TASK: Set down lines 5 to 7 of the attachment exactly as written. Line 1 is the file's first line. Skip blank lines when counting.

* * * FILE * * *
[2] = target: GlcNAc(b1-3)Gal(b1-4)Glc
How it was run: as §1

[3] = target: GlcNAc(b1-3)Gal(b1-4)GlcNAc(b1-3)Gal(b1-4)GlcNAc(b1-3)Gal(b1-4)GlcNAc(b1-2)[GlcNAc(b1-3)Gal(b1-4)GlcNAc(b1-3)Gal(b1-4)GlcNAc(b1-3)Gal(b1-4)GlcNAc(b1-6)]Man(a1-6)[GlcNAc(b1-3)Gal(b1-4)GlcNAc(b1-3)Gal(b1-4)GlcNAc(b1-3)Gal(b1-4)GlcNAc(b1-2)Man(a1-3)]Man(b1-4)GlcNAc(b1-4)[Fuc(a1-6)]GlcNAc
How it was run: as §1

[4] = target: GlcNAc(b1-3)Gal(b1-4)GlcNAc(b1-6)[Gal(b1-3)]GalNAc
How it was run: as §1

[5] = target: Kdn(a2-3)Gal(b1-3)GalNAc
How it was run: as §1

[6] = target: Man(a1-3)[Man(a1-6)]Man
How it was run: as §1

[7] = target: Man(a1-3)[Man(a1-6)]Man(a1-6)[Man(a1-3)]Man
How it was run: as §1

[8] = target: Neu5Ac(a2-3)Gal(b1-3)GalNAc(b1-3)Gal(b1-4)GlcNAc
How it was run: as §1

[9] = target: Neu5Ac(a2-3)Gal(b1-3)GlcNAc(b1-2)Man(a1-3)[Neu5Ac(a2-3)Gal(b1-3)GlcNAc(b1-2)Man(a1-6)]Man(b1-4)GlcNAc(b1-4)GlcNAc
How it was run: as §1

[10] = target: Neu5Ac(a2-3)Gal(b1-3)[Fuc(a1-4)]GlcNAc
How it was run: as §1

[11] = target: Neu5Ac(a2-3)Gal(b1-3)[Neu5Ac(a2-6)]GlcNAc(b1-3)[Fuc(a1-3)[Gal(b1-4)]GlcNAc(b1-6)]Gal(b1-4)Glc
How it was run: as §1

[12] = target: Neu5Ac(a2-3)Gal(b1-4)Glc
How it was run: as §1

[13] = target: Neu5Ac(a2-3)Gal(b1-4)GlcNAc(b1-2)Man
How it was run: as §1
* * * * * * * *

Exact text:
[4] = target: GlcNAc(b1-3)Gal(b1-4)GlcNAc(b1-6)[Gal(b1-3)]GalNAc
How it was run: as §1

[5] = target: Kdn(a2-3)Gal(b1-3)GalNAc